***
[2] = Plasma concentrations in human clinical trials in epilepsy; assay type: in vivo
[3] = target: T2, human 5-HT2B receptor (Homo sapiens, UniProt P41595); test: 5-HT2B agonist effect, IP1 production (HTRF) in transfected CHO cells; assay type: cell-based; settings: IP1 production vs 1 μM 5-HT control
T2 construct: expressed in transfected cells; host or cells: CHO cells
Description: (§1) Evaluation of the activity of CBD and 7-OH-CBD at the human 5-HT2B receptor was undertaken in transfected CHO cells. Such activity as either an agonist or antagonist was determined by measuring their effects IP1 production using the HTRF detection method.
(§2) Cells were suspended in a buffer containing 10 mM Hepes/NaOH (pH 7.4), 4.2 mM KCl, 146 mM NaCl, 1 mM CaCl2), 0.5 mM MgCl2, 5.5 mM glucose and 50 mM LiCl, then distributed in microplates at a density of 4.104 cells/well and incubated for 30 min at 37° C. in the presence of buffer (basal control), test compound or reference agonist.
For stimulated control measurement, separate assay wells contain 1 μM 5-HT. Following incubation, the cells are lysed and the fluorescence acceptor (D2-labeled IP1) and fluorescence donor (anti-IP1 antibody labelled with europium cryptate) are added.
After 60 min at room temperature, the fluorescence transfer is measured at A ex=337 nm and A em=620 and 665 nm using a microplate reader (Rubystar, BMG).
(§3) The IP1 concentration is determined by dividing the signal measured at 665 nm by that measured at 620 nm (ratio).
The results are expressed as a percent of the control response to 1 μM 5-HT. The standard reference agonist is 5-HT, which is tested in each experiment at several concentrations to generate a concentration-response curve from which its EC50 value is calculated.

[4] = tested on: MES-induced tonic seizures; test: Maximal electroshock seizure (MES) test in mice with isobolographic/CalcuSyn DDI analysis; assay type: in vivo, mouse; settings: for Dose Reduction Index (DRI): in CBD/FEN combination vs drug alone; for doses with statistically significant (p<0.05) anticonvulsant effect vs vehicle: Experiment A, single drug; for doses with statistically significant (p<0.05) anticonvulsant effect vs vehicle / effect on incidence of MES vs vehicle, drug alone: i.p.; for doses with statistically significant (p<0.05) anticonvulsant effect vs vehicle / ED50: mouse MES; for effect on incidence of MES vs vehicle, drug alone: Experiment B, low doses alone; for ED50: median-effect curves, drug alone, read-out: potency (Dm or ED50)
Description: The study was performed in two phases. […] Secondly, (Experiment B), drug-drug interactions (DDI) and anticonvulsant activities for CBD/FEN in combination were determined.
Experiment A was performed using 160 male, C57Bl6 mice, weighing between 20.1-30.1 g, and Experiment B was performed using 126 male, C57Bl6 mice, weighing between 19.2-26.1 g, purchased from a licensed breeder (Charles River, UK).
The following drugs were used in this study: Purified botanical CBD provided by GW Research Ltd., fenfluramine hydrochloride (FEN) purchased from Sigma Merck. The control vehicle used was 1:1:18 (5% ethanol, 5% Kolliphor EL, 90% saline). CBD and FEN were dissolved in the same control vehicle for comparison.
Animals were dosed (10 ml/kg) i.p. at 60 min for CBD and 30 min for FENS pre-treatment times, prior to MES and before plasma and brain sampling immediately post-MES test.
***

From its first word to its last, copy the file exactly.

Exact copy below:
[2] = Plasma concentrations in human clinical trials in epilepsy; assay type: in vivo
[3] = target: T2, human 5-HT2B receptor (Homo sapiens, UniProt P41595); test: 5-HT2B agonist effect, IP1 production (HTRF) in transfected CHO cells; assay type: cell-based; settings: IP1 production vs 1 μM 5-HT control
T2 construct: expressed in transfected cells; host or cells: CHO cells
Description: (§1) Evaluation of the activity of CBD and 7-OH-CBD at the human 5-HT2B receptor was undertaken in transfected CHO cells. Such activity as either an agonist or antagonist was determined by measuring their effects IP1 production using the HTRF detection method.
(§2) Cells were suspended in a buffer containing 10 mM Hepes/NaOH (pH 7.4), 4.2 mM KCl, 146 mM NaCl, 1 mM CaCl2), 0.5 mM MgCl2, 5.5 mM glucose and 50 mM LiCl, then distributed in microplates at a density of 4.104 cells/well and incubated for 30 min at 37° C. in the presence of buffer (basal control), test compound or reference agonist.
For stimulated control measurement, separate assay wells contain 1 μM 5-HT. Following incubation, the cells are lysed and the fluorescence acceptor (D2-labeled IP1) and fluorescence donor (anti-IP1 antibody labelled with europium cryptate) are added.
After 60 min at room temperature, the fluorescence transfer is measured at A ex=337 nm and A em=620 and 665 nm using a microplate reader (Rubystar, BMG).
(§3) The IP1 concentration is determined by dividing the signal measured at 665 nm by that measured at 620 nm (ratio).
The results are expressed as a percent of the control response to 1 μM 5-HT. The standard reference agonist is 5-HT, which is tested in each experiment at several concentrations to generate a concentration-response curve from which its EC50 value is calculated.

[4] = tested on: MES-induced tonic seizures; test: Maximal electroshock seizure (MES) test in mice with isobolographic/CalcuSyn DDI analysis; assay type: in vivo, mouse; settings: for Dose Reduction Index (DRI): in CBD/FEN combination vs drug alone; for doses with statistically significant (p<0.05) anticonvulsant effect vs vehicle: Experiment A, single drug; for doses with statistically significant (p<0.05) anticonvulsant effect vs vehicle / effect on incidence of MES vs vehicle, drug alone: i.p.; for doses with statistically significant (p<0.05) anticonvulsant effect vs vehicle / ED50: mouse MES; for effect on incidence of MES vs vehicle, drug alone: Experiment B, low doses alone; for ED50: median-effect curves, drug alone, read-out: potency (Dm or ED50)
Description: The study was performed in two phases. […] Secondly, (Experiment B), drug-drug interactions (DDI) and anticonvulsant activities for CBD/FEN in combination were determined.
Experiment A was performed using 160 male, C57Bl6 mice, weighing between 20.1-30.1 g, and Experiment B was performed using 126 male, C57Bl6 mice, weighing between 19.2-26.1 g, purchased from a licensed breeder (Charles River, UK).
The following drugs were used in this study: Purified botanical CBD provided by GW Research Ltd., fenfluramine hydrochloride (FEN) purchased from Sigma Merck. The control vehicle used was 1:1:18 (5% ethanol, 5% Kolliphor EL, 90% saline). CBD and FEN were dissolved in the same control vehicle for comparison.
Animals were dosed (10 ml/kg) i.p. at 60 min for CBD and 30 min for FENS pre-treatment times, prior to MES and before plasma and brain sampling immediately post-MES test.